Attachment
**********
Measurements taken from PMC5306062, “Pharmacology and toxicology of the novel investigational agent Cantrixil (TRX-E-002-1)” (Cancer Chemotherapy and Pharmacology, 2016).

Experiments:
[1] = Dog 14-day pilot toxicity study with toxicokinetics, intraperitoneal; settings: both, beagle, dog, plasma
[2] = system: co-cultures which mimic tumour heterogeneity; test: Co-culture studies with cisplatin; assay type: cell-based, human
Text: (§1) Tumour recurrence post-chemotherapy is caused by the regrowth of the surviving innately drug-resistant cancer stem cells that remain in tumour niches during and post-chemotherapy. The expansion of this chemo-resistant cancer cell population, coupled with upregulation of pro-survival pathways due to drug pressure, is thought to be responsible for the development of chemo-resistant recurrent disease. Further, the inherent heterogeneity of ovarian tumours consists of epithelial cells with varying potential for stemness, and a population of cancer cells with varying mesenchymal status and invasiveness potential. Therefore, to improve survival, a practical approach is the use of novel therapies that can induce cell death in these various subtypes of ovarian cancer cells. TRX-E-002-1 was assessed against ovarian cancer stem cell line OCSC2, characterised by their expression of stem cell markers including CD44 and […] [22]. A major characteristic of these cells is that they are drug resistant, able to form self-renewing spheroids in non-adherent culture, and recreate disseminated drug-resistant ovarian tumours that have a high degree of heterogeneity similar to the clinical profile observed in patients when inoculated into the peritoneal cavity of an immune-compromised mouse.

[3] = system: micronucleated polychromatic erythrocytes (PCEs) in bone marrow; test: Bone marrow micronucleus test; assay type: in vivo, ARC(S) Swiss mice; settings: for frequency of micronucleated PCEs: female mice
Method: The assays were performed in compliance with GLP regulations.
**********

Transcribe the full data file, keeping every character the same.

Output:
Measurements taken from PMC5306062, “Pharmacology and toxicology of the novel investigational agent Cantrixil (TRX-E-002-1)” (Cancer Chemotherapy and Pharmacology, 2016).

Experiments:
[1] = Dog 14-day pilot toxicity study with toxicokinetics, intraperitoneal; settings: both, beagle, dog, plasma
[2] = system: co-cultures which mimic tumour heterogeneity; test: Co-culture studies with cisplatin; assay type: cell-based, human
Text: (§1) Tumour recurrence post-chemotherapy is caused by the regrowth of the surviving innately drug-resistant cancer stem cells that remain in tumour niches during and post-chemotherapy. The expansion of this chemo-resistant cancer cell population, coupled with upregulation of pro-survival pathways due to drug pressure, is thought to be responsible for the development of chemo-resistant recurrent disease. Further, the inherent heterogeneity of ovarian tumours consists of epithelial cells with varying potential for stemness, and a population of cancer cells with varying mesenchymal status and invasiveness potential. Therefore, to improve survival, a practical approach is the use of novel therapies that can induce cell death in these various subtypes of ovarian cancer cells. TRX-E-002-1 was assessed against ovarian cancer stem cell line OCSC2, characterised by their expression of stem cell markers including CD44 and […] [22]. A major characteristic of these cells is that they are drug resistant, able to form self-renewing spheroids in non-adherent culture, and recreate disseminated drug-resistant ovarian tumours that have a high degree of heterogeneity similar to the clinical profile observed in patients when inoculated into the peritoneal cavity of an immune-compromised mouse.

[3] = system: micronucleated polychromatic erythrocytes (PCEs) in bone marrow; test: Bone marrow micronucleus test; assay type: in vivo, ARC(S) Swiss mice; settings: for frequency of micronucleated PCEs: female mice
Method: The assays were performed in compliance with GLP regulations.